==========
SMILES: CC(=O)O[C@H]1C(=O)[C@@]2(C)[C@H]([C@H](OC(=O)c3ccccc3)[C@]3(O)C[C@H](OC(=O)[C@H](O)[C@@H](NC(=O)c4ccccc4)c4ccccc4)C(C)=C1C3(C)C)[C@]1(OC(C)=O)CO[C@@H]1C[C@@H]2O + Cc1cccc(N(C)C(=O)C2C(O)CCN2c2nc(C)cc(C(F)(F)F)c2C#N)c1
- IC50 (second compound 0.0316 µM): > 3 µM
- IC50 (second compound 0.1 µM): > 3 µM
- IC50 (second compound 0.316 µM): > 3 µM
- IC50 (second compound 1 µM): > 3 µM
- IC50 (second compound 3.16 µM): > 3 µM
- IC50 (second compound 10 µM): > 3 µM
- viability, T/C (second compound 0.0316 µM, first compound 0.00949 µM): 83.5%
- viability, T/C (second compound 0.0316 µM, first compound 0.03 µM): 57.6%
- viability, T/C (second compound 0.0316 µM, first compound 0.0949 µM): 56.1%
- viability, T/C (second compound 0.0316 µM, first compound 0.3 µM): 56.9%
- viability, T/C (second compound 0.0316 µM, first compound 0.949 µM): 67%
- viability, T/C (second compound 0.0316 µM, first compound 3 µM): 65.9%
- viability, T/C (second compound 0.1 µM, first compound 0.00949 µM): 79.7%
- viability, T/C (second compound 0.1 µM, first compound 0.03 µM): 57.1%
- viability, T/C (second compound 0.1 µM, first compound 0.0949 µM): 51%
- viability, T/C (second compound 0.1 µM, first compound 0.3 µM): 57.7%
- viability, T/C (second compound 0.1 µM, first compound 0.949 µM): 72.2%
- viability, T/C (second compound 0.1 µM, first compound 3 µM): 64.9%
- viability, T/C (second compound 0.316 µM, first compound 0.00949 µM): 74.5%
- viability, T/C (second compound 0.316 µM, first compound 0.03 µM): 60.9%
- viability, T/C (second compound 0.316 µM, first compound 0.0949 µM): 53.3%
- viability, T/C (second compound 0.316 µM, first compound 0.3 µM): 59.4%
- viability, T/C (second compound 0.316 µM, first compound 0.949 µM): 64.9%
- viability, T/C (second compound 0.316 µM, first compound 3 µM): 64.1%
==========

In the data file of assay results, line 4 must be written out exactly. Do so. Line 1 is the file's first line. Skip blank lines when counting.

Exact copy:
- IC50 (second compound 0.316 µM): > 3 µM